The attractive sounding Small Businesses Rate Relief scheme must come under the microscope. It costs £18m every year but is not thought to generate any significant economic leverage on small business behaviour and is due to end in 2016. Perhaps it should lapse.
The responsibilities of the 11 new local councils bring a new dimension to their planning, spending and revenue raising. The reform of business rates, with discretionary local decision making, gives potential supplementary leverage to incentives for local economic development.
An ability to offer local discretion on regeneration schemes and in the attraction of investment is a new feature of the agenda for councils.
Councils should be emphasising their ambition to have flexibility and discretion on rates, as part of their development planning.
Councils and business organisations have good reason now to be active participants in this consultation.
Company report: Schrader Electronics Ltd
Schrader Electronics continues to expand its output and profitability. In the last five years turnover has grown by over 80%. In the most recent year the rate of expansion has accelerated.
The company has manufacturing facilities in Antrim and Carrickfergus. Until September 2010, it was a wholly owned subsidiary of Tomkins plc, registered in England.
In September 2010, the Tomkins businesses were purchased by a consortium and the parent company became Dutch-registered Pinafore Cooperatief U.A. Then in October 2014, ownership passed to Sensata Technologies, also in the Netherlands.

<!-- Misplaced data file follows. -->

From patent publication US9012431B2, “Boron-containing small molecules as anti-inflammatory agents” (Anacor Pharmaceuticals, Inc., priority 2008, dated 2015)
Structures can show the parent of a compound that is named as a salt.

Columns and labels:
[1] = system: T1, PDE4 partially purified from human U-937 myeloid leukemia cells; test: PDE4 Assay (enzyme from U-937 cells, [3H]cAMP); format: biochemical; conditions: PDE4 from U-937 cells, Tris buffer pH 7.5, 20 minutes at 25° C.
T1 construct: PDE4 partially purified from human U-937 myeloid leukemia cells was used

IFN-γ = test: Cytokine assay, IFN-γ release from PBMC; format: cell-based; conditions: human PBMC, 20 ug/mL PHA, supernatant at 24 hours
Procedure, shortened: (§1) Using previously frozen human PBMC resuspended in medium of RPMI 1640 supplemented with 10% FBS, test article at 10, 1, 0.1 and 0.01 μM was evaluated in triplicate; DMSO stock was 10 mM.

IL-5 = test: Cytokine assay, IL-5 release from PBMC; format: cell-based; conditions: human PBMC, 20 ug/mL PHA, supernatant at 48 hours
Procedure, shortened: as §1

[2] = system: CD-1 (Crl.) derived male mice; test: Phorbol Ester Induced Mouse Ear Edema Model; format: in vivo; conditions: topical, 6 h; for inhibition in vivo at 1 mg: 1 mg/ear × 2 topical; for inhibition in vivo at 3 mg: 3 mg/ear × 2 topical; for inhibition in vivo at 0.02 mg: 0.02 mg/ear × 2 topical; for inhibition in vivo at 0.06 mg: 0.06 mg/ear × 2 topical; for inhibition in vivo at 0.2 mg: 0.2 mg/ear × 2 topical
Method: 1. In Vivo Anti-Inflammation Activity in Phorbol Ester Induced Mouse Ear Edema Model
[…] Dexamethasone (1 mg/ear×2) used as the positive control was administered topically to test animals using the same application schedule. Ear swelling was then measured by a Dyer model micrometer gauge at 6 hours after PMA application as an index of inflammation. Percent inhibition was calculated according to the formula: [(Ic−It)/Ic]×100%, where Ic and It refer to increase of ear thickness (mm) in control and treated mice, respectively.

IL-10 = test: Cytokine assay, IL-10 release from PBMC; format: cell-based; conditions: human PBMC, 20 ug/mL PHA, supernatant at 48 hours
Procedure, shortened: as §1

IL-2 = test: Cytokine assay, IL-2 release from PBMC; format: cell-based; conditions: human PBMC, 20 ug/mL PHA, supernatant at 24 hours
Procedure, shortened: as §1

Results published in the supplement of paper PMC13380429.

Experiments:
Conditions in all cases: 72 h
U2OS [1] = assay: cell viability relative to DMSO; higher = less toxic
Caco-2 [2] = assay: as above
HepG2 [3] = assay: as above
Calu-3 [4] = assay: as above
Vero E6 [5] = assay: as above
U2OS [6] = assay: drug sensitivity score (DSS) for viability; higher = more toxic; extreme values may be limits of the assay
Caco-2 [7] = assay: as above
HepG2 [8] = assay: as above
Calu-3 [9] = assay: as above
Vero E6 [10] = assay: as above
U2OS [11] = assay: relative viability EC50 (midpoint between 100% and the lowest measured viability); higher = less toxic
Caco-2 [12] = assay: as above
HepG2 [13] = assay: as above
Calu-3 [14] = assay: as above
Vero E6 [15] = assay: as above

The principal activity of the company is the development and manufacture of remote tyre pressure monitoring systems for vehicles and other related electronic sensing technologies for the automotive industry.
The annual report identifies significant levels of expenditure on further research and development to broaden its marketable products and apply technology to reduce unit and operating costs. In 2014, research and development spending rose to £13.1m from £8.3m in 2013.
During 2015, business forecasts are that production volumes will grow by a further 2% over the 2014 levels linked to stronger growth of 3% in North America and 13% in Asia.
Operating and pre-tax profits have increased roughly in parallel with turnover. Pre-tax profits in 2014 rose to a new peak and were equivalent to 43% of the balance sheet value of shareholder funds. The value of shareholders’ funds rose sharply at the end of 2014 partly as the accumulation of added post-tax profits to reserves and the absence of any shareholder dividend in this year.
The implementation of EU legislation, requiring that a system of remote tyre pressure monitoring is fitted to all new vehicles, has meant a major increase in the market opportunities for Schrader.
The average number of employees in 2014, at 1,277, was 22% higher than a year earlier: more than double the numbers six years ago.